Dining these days is no longer merely for sustenance. Fastidious diners are bringing to a standstill the seeking of belly-fillers; the entire package from the ambience to service to impeccable plating are now taken into significant account in evaluating their dining choices. Many are willing to splurge on meals at preeminent restaurants with Michelin stars to boot, even if they end up leaving the restaurant still peckish from the petite portions plated like a piece of art.
Would you rather proceed to a hawker centre, and load up on a satiating plate of char kway teow?
I confess to enjoying greasy calorie-laden fried kway teow, fried oyster omelette and fried carrot cake amongst many other hawker foods. But, the queue, the clammy environment, the uncivilised and inconsiderate folks that we sometimes encounter, and some snobbish vendors that piss us off with bad service, are just some of my many gripes. So often the ugly side surfaces and overshadows the pleasant side that unfortunately remains taken for granted.
Do you prefer our local ‘wanton’ dumpling or the Italian ravioli?
If we are talking about the food and just the food in its entity, judging by the taste and flavour profile, the level of satisfaction our favourite hawker foods gives definitely surpasses that of a Michelin-starred restaurant dish –hawker food gets the upper hand because it’s something close to my heart – the familiar tastes and aromas that have accompanied you through your growing years – and I’m sure majority of Singaporeans, born and bred in Singapore, can relate.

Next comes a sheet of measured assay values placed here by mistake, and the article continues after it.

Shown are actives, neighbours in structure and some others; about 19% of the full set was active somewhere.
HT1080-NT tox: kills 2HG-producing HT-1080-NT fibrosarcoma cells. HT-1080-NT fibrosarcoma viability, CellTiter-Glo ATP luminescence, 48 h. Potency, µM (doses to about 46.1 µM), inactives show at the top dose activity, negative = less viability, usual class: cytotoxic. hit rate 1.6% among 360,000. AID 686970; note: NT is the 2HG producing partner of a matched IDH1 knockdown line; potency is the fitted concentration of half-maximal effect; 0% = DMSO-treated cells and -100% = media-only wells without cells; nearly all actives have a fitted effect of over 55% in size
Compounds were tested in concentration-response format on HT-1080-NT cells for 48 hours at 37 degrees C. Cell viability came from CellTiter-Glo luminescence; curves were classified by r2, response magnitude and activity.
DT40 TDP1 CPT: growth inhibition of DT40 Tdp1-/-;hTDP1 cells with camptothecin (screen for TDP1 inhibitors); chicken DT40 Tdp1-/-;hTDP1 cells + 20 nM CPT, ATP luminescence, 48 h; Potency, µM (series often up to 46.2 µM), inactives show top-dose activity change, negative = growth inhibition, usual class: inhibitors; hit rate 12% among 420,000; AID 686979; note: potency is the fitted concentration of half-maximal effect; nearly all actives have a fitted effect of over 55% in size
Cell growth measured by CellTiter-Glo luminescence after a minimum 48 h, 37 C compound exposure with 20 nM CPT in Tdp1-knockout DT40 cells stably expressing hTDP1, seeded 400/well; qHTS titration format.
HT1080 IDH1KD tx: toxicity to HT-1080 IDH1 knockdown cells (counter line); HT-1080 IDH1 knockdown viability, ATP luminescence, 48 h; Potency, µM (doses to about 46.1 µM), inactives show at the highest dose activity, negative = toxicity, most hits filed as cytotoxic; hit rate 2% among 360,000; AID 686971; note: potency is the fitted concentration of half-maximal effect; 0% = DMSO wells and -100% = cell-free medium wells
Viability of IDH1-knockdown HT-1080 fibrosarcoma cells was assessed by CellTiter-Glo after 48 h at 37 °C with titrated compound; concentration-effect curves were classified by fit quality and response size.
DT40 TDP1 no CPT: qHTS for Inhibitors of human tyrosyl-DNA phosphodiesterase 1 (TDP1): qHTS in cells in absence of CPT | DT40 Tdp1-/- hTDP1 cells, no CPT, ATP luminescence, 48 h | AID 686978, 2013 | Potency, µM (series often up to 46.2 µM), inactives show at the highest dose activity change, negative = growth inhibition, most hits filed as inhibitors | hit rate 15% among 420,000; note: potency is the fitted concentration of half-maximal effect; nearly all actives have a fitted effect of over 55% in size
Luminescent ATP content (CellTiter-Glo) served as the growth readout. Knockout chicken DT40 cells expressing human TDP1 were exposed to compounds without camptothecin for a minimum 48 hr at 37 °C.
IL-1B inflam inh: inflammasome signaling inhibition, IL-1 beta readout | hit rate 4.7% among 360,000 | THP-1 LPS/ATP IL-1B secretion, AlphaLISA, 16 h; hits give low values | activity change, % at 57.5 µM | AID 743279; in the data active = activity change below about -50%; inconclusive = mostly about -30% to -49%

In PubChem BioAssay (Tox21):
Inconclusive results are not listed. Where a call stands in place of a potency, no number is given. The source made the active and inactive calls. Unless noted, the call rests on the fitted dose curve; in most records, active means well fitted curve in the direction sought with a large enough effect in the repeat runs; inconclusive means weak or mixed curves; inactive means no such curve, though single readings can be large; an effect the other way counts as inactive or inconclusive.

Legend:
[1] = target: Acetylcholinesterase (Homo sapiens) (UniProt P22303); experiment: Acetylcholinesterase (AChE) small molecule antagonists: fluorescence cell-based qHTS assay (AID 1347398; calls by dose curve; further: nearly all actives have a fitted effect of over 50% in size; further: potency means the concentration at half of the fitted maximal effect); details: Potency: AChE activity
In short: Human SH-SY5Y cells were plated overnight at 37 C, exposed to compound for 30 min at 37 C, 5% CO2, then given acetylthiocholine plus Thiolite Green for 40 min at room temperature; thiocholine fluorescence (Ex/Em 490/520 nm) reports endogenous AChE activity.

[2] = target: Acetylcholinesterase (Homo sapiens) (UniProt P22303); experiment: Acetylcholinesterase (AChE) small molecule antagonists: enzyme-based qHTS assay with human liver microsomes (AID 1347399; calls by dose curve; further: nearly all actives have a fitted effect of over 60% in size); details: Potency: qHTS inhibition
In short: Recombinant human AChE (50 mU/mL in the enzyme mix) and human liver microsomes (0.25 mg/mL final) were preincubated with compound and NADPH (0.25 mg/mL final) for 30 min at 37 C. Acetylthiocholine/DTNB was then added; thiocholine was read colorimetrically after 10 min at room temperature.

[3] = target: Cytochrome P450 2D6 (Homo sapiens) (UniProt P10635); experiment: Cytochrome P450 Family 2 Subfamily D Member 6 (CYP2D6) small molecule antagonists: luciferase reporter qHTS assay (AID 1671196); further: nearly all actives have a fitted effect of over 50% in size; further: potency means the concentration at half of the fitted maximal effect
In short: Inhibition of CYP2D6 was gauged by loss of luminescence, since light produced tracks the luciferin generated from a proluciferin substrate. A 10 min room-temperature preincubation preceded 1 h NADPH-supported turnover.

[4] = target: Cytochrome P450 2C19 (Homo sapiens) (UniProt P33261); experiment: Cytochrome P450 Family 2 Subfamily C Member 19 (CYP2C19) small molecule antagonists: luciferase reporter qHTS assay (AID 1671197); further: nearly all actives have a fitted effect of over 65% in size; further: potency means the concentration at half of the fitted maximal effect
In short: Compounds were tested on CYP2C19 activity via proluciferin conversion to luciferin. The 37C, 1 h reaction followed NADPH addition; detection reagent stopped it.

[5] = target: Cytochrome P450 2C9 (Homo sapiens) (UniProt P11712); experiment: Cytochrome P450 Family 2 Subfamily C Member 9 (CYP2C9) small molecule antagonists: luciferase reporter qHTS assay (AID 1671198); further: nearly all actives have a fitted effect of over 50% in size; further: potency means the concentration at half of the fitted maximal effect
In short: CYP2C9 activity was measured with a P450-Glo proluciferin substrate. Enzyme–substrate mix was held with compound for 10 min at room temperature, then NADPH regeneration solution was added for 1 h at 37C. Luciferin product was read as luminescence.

An Italian rendition of Chicken Rice at OTTO Locanda; Aged Parmesan Cheese Risotto “Carnaroli” with White Chicken Ragout and Chili Dressing
In my response to HungryGoWhere’s article “Are Singapore hawkers not Michelin-worthy?” I disagree to a certain extend. Hawkers are not on par with Michelin-starred chefs, because they’re both in a totally different and opposite league. You can’t compare apples to oranges. However, if the question was, are hawker foods inferior to award-winning restaurant dishes, I disagree wholeheartedly.
Skills: There is almost zero chance of finding hawkers with the knowledge of molecular gastronomy. Simultaneously, Michelin-starred chefs will experience the same level of difficulty replicating centuries-old recipes of hawker fare.
Hard work: Hawkers wake up way before the sun rises, to prep for the day’s business. Sauces and stocks are painstakingly made from fresh ingredients, from scratch, every single day, with no lack of consistency. We are talking about hawkers who take pride in their food. They deserve the same recognition as Michelin-starred chefs.
Execution: Just to give an example, a Michelin-starred Chef’s version of Chicken Rice will differ hugely from our hawkers’ version –from the ingredients used, to the cooking techniques applied, to the mode of presentation. Would like to see that happen in a live cook-off!
Hawkers would simply plonk a heap of rice on a worn-out plastic plate and shove it to you, sometimes hastily, which may accompany oily shillings reeking of a melange of sauces if you pay in larger denominations. Michelin-starred chefs would plate the dish meticulously on a spotless and fragile dinnerware, paying close attention to the most intricate of details.
It is without a doubt that Singaporeans love hawker foods. Even when we are traveling to other parts of the world, what we crave for most is a humble plate of chicken rice, char kway teow, nasi lemak, bak chor mee or chwee kueh.
Singapore’s hawker heritage is at risk, and I can hardly imagine how life would be if hawkers start diminishing. How can we encourage young talented cooks to join the trade?
Would you care to say a few words to potential hawkers, about how much you love hawker food and can’t live without it?